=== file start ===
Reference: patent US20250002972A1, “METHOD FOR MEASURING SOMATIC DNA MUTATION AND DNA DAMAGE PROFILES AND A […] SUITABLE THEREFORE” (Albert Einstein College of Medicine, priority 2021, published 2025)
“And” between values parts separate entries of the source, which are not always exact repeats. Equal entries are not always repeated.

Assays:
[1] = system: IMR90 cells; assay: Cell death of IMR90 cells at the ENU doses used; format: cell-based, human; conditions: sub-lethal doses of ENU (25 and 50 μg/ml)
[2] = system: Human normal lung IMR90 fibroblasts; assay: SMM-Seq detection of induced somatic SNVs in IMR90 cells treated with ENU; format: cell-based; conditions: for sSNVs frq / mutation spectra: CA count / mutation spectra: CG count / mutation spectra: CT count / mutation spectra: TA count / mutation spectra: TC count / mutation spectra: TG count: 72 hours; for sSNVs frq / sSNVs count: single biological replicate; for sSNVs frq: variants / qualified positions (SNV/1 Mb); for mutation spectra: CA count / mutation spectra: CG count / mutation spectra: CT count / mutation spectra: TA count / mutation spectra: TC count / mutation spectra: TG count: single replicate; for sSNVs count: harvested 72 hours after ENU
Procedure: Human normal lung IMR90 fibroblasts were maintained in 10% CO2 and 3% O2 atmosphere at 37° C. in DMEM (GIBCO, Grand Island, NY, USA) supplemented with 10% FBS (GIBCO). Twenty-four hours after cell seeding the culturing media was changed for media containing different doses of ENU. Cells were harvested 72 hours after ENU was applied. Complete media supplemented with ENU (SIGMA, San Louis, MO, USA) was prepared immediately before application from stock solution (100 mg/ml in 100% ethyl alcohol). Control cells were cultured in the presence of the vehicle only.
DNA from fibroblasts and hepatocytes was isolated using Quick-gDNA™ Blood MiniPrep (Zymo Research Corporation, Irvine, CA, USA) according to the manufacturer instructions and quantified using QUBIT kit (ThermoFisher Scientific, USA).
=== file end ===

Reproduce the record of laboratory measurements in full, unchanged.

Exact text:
Reference: patent US20250002972A1, “METHOD FOR MEASURING SOMATIC DNA MUTATION AND DNA DAMAGE PROFILES AND A […] SUITABLE THEREFORE” (Albert Einstein College of Medicine, priority 2021, published 2025)
“And” between values parts separate entries of the source, which are not always exact repeats. Equal entries are not always repeated.

Assays:
[1] = system: IMR90 cells; assay: Cell death of IMR90 cells at the ENU doses used; format: cell-based, human; conditions: sub-lethal doses of ENU (25 and 50 μg/ml)
[2] = system: Human normal lung IMR90 fibroblasts; assay: SMM-Seq detection of induced somatic SNVs in IMR90 cells treated with ENU; format: cell-based; conditions: for sSNVs frq / mutation spectra: CA count / mutation spectra: CG count / mutation spectra: CT count / mutation spectra: TA count / mutation spectra: TC count / mutation spectra: TG count: 72 hours; for sSNVs frq / sSNVs count: single biological replicate; for sSNVs frq: variants / qualified positions (SNV/1 Mb); for mutation spectra: CA count / mutation spectra: CG count / mutation spectra: CT count / mutation spectra: TA count / mutation spectra: TC count / mutation spectra: TG count: single replicate; for sSNVs count: harvested 72 hours after ENU
Procedure: Human normal lung IMR90 fibroblasts were maintained in 10% CO2 and 3% O2 atmosphere at 37° C. in DMEM (GIBCO, Grand Island, NY, USA) supplemented with 10% FBS (GIBCO). Twenty-four hours after cell seeding the culturing media was changed for media containing different doses of ENU. Cells were harvested 72 hours after ENU was applied. Complete media supplemented with ENU (SIGMA, San Louis, MO, USA) was prepared immediately before application from stock solution (100 mg/ml in 100% ethyl alcohol). Control cells were cultured in the presence of the vehicle only.
DNA from fibroblasts and hepatocytes was isolated using Quick-gDNA™ Blood MiniPrep (Zymo Research Corporation, Irvine, CA, USA) according to the manufacturer instructions and quantified using QUBIT kit (ThermoFisher Scientific, USA).